wileyonlinelibrary.com/journal/cen Clinical Endocrinology. 2018;88:538–540.
© 2018 John Wiley & Sons Ltd
Male hypogonadism is a clinical diagnosis confirmed by consistent bio-
chemical findings. Clinical guidelines agree that the initial diagnostic
test to confirm clinically suspected androgen deficiency should be a
fasting morning total testosterone concentration by a reliable assay.
They also agree that a diagnosis of androgen deficiency should only be
made in men with consistent symptoms and signs, and unequivocally
and repeatedly low serum testosterone concentrations.
However, what should be done when the total testosterone is near
the lower limit of the reference range, but not clearly low? Most guide-
lines suggest that obtaining a free testosterone concentration either by
equilibrium dialysis or by calculation with a validated algorithm should be
the next step.
Because serum sex hormone binding globulin (SHBG)
concentrations affect total testosterone concentrations and their inter-
pretation (Figure 1), a free testosterone measurement is also recom-
mended if a condition associated with alterations in circulating SHBG is
In practice, however, equilibrium dialysis is usually not avail-
able, and some formulae used to calculate free testosterone have not
been fully validated.
Moreover, while recent progress has been made
towards standardization of reference intervals for total testosterone,
normal ranges for free testosterone remain currently less well defined.
Recently, Australian guidelines have proposed that, rather than re-
lying on free testosterone measured by suboptimal methodology, at
high and low ends of the reference interval, serum total testosterone
should primarily be interpreted in relation to SHBG concentrations.
However, there has been relatively little evidence that SHBG pro-
vides information in the assessment of male androgen status addi-
tional to that of total testosterone, a gap that is addressed by Rastrelli
in this issue of Clinical Endocrinology.
Previous epidemiological studies trying to identify the best bio-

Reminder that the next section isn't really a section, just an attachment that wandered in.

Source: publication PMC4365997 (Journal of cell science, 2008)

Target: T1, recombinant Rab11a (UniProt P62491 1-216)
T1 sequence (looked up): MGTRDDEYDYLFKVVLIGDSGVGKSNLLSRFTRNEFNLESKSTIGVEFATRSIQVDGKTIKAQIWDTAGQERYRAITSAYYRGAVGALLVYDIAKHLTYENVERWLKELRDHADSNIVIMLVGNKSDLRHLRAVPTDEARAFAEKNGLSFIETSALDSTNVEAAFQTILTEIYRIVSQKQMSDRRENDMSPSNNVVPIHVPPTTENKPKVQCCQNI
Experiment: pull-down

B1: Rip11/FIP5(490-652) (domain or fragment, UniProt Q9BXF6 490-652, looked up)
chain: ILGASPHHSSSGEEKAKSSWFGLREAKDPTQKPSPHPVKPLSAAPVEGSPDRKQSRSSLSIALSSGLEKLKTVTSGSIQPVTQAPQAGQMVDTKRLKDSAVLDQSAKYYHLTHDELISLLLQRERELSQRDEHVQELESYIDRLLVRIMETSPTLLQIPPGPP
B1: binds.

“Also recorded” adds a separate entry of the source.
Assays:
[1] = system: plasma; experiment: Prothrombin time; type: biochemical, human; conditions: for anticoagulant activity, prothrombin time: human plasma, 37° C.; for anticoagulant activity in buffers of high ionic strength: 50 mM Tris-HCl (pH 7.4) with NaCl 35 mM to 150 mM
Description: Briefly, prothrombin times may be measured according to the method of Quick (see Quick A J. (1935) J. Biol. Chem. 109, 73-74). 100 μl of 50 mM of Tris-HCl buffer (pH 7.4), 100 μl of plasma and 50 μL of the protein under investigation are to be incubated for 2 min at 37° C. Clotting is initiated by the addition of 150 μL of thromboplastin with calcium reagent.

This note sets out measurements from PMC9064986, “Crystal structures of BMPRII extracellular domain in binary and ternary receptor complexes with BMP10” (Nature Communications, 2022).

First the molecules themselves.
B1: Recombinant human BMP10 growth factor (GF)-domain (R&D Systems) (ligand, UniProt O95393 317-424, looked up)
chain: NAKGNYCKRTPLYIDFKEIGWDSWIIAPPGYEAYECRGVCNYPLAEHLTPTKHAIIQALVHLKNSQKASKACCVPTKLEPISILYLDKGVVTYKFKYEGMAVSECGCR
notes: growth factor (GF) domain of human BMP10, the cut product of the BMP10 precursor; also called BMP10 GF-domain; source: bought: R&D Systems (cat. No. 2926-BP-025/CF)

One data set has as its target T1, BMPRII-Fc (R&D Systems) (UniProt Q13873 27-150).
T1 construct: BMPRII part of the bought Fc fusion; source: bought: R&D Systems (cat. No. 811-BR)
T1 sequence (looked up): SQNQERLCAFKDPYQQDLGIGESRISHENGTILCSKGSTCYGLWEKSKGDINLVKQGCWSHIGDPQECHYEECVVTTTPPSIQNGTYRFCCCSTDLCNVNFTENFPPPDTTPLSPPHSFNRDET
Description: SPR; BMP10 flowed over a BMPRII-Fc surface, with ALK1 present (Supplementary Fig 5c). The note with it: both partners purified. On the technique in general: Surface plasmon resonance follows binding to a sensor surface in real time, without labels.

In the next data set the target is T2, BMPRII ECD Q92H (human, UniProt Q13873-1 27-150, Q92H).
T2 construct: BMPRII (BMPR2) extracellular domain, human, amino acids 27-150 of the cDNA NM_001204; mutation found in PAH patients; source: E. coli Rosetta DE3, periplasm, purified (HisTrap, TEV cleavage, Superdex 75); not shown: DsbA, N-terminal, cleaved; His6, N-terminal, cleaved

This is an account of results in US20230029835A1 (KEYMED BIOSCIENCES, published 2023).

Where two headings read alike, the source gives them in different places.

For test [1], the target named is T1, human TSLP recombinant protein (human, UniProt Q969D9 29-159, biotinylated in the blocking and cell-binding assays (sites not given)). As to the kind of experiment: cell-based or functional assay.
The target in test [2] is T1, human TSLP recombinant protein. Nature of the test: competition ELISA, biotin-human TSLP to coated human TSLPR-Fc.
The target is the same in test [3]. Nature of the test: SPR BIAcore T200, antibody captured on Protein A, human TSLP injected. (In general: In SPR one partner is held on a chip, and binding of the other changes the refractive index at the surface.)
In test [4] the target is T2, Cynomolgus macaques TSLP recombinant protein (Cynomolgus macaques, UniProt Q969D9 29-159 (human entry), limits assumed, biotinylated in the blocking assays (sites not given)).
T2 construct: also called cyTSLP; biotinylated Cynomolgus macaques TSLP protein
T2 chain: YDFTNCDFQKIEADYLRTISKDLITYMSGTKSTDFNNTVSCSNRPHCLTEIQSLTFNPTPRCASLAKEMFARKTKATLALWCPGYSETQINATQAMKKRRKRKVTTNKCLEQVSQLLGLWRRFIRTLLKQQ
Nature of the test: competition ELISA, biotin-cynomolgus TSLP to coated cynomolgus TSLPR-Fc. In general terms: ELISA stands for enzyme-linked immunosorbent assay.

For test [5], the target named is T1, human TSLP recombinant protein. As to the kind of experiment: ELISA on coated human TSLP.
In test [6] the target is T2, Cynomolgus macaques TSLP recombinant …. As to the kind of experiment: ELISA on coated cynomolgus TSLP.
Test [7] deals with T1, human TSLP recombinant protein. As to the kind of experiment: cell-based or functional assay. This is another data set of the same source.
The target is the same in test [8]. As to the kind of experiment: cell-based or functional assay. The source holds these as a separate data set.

chemical measure of androgen status have compared total to free
testosterone. These studies reported that free and
bioavailable testosterone are better predictors of clinical androgen
status than total testosterone with respect to symptoms,
as well as
with respect to end- organ deficits compatible with androgen defi-
ciency such as low muscle strength, bone density or haemoglobin.
In these studies, free and bioavailable testosterone were calculated
rather than measured directly. Given that the formulae used to calcu-
late free and bioavailable testosterone incorporate SHBG, the differ-
ential associations of calculated vs total testosterone with androgen
deficiency- like features might reflect possible, unaccounted for roles
of SHBG. There is evidence that SHBG may not be just a passive car-
rier for sex steroids, and epidemiological studies suggest that SHBG
may predict health outcomes such as diabetes
pendently of circulating testosterone.
Rastrelli et al
report results of a cross- sectional study among a
cohort of 2622 middle- aged men referred to a single academic cen-
tre in Italy for sexual dysfunction. Most men had normal total tes-
tosterone concentrations (mean 15.3 nmol/L), suggesting that sexual
dysfunction was not due to androgen deficiency in a substantial
proportion. This study tested the hypothesis that circulating SHBG
concentrations are associated with markers of androgen status inde-
pendently of total testosterone. Rastrelli et al
report the interesting
and novel observation that in this large cohort, higher SHBG con-
centrations were independently associated with both subjective and
objective markers of androgen deficiency. Higher SHBG was associ-
ated with a higher frequency of androgen deficiency- like symptoms
by self- reported questionnaire, and with lower frequency of sexual
intercourse, independent of confounders such as age or body mass
index. Higher SHBG was also associated with lower prostate- specific
antigen and haemoglobin, which are nonspecific markers of androgen
action. These associations remained significant after adjustment for
Received: 21 December 2017
Accepted: 12 January 2018
Biochemical evaluation of male androgen status: Beyond total
Department of Medicine Austin Health, University of Melbourne, Heidelberg, Vic., Australia
Department of Endocrinology, Austin Health, Heidelberg, Vic., Australia
Mathis Grossmann, Department of Medicine Austin Health, The University of Melbourne, Heidelberg, Vic., Australia.
Bayer Pharma; Novartis; Weight Watchers; Lilly; Besins Healthcare
Please see related paper on pages [556–564] of this issue.